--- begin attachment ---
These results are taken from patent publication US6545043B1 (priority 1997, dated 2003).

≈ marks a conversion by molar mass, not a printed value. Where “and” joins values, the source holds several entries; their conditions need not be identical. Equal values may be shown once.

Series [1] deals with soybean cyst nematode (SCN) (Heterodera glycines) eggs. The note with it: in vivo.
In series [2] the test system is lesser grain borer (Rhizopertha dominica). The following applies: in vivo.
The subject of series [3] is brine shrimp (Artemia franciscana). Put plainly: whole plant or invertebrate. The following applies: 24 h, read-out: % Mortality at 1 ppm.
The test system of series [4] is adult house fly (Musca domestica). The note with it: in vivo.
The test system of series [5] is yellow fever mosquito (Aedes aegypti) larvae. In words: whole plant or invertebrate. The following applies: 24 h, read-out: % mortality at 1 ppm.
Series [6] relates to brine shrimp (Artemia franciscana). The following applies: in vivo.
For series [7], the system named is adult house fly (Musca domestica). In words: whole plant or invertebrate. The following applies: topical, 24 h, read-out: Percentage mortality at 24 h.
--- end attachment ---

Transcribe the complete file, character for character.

These results are taken from patent publication US6545043B1 (priority 1997, dated 2003).

≈ marks a conversion by molar mass, not a printed value. Where “and” joins values, the source holds several entries; their conditions need not be identical. Equal values may be shown once.

Series [1] deals with soybean cyst nematode (SCN) (Heterodera glycines) eggs. The note with it: in vivo.
In series [2] the test system is lesser grain borer (Rhizopertha dominica). The following applies: in vivo.
The subject of series [3] is brine shrimp (Artemia franciscana). Put plainly: whole plant or invertebrate. The following applies: 24 h, read-out: % Mortality at 1 ppm.
The test system of series [4] is adult house fly (Musca domestica). The note with it: in vivo.
The test system of series [5] is yellow fever mosquito (Aedes aegypti) larvae. In words: whole plant or invertebrate. The following applies: 24 h, read-out: % mortality at 1 ppm.
Series [6] relates to brine shrimp (Artemia franciscana). The following applies: in vivo.
For series [7], the system named is adult house fly (Musca domestica). In words: whole plant or invertebrate. The following applies: topical, 24 h, read-out: Percentage mortality at 24 h.